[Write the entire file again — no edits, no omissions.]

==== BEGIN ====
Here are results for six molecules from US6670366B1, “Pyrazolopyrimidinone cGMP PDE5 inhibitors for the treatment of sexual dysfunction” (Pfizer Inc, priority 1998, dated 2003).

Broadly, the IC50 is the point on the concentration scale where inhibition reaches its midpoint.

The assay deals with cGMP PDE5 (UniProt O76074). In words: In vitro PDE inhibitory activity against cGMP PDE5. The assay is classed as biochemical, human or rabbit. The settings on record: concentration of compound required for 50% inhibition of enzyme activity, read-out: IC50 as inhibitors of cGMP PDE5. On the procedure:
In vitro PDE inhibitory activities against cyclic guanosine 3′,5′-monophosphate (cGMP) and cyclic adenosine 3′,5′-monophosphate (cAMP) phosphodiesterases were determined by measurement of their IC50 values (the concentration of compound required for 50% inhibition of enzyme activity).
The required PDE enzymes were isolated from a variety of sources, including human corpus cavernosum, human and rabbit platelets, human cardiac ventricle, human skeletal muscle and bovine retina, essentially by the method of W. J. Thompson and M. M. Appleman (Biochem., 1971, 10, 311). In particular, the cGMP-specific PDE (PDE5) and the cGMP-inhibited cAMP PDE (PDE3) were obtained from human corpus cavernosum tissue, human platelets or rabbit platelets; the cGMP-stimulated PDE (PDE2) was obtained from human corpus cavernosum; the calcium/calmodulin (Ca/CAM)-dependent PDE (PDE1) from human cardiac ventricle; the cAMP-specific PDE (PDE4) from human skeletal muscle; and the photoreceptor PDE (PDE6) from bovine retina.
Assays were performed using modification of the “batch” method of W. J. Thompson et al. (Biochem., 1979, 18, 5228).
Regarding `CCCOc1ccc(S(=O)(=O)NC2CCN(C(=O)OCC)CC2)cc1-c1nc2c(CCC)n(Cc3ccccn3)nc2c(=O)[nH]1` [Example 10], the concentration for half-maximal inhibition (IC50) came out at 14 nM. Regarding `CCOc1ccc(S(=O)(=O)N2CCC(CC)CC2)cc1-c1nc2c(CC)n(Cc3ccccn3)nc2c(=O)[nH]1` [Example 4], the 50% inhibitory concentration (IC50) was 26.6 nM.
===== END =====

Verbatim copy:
Here are results for six molecules from US6670366B1, “Pyrazolopyrimidinone cGMP PDE5 inhibitors for the treatment of sexual dysfunction” (Pfizer Inc, priority 1998, dated 2003).

Broadly, the IC50 is the point on the concentration scale where inhibition reaches its midpoint.

The assay deals with cGMP PDE5 (UniProt O76074). In words: In vitro PDE inhibitory activity against cGMP PDE5. The assay is classed as biochemical, human or rabbit. The settings on record: concentration of compound required for 50% inhibition of enzyme activity, read-out: IC50 as inhibitors of cGMP PDE5. On the procedure:
In vitro PDE inhibitory activities against cyclic guanosine 3′,5′-monophosphate (cGMP) and cyclic adenosine 3′,5′-monophosphate (cAMP) phosphodiesterases were determined by measurement of their IC50 values (the concentration of compound required for 50% inhibition of enzyme activity).
The required PDE enzymes were isolated from a variety of sources, including human corpus cavernosum, human and rabbit platelets, human cardiac ventricle, human skeletal muscle and bovine retina, essentially by the method of W. J. Thompson and M. M. Appleman (Biochem., 1971, 10, 311). In particular, the cGMP-specific PDE (PDE5) and the cGMP-inhibited cAMP PDE (PDE3) were obtained from human corpus cavernosum tissue, human platelets or rabbit platelets; the cGMP-stimulated PDE (PDE2) was obtained from human corpus cavernosum; the calcium/calmodulin (Ca/CAM)-dependent PDE (PDE1) from human cardiac ventricle; the cAMP-specific PDE (PDE4) from human skeletal muscle; and the photoreceptor PDE (PDE6) from bovine retina.
Assays were performed using modification of the “batch” method of W. J. Thompson et al. (Biochem., 1979, 18, 5228).
Regarding `CCCOc1ccc(S(=O)(=O)NC2CCN(C(=O)OCC)CC2)cc1-c1nc2c(CCC)n(Cc3ccccn3)nc2c(=O)[nH]1` [Example 10], the concentration for half-maximal inhibition (IC50) came out at 14 nM. Regarding `CCOc1ccc(S(=O)(=O)N2CCC(CC)CC2)cc1-c1nc2c(CC)n(Cc3ccccn3)nc2c(=O)[nH]1` [Example 4], the 50% inhibitory concentration (IC50) was 26.6 nM.